Bridget Riley was born in London and spent her childhood in Cornwall and Lincolnshire. She studied at Goldsmiths’ College from 1949 to 1952, and then the Royal College of Art from 1952 to 1955. She has spent her career experimenting with several different art genres, however her most prominent and career-defining exploration came in 1960. Riley is most known for evolving a style that explores the illusions of optical phenomena. Optical Art or ‘Op-art’ as it is known produces a disorienting physical effect on the eye.
Riley can spend at least six to nine months developing a painting. They are large and very intricate so require lots of time and attention. The process begins by experimenting with colour and Riley will hand-mix all of the paints. She does this because the exact hue and intensity is vital to the piece and must be kept constant. Successful studies lead to full-size replicas on paper and will be used for the final product. Everything is painted by hand which makes each piece even more special.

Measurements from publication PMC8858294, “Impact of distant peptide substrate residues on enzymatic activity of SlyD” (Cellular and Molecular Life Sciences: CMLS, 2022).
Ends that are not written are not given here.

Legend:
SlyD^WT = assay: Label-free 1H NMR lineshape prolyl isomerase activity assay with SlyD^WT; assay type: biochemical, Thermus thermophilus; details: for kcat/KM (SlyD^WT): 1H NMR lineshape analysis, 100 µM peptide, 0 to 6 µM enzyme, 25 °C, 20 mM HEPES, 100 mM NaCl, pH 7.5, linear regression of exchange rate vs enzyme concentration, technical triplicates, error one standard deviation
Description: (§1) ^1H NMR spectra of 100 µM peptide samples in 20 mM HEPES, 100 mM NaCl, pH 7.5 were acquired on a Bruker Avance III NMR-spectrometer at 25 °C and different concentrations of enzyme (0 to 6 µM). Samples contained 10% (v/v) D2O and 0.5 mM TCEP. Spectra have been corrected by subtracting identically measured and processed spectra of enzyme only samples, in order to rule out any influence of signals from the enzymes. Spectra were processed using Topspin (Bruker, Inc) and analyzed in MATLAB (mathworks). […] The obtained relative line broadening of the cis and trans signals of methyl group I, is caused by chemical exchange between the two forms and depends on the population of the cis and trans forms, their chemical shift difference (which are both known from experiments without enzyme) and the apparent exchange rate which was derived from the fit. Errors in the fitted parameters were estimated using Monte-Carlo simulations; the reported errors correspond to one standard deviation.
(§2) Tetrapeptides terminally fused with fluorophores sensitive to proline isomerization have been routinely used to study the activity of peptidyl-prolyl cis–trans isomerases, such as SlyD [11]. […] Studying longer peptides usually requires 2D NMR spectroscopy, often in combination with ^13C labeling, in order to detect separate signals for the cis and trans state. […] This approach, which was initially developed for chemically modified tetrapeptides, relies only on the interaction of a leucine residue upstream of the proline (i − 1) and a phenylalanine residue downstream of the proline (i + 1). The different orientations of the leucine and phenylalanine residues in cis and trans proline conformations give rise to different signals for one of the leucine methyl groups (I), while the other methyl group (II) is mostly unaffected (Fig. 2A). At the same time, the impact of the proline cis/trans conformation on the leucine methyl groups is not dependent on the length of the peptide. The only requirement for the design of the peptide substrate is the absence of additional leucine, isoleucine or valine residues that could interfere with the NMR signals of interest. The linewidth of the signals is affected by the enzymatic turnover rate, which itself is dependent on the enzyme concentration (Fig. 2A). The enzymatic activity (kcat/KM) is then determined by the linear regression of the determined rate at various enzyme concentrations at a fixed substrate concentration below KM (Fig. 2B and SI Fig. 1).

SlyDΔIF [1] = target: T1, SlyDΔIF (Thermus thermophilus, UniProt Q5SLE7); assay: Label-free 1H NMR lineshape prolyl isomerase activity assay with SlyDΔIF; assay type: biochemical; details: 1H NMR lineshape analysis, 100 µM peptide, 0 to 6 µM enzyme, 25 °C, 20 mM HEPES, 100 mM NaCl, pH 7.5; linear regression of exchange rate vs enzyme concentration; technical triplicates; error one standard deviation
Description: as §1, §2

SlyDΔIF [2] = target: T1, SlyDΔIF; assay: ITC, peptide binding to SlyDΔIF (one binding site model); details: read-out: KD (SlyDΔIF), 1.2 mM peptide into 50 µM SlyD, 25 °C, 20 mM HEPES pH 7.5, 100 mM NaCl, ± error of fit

Bridget Riley is a constant innovator who experiments with new techniques. She regularly comes up with new ideas that inspire other artists in her field and for this reason, no one can predict what she will do next. Now in her late 80’s, Bridget Riley continues to exhibit around the world– Sydney, Tokyo, New York, Zurich, London to mention just some of the cities where her work has been shown recently.
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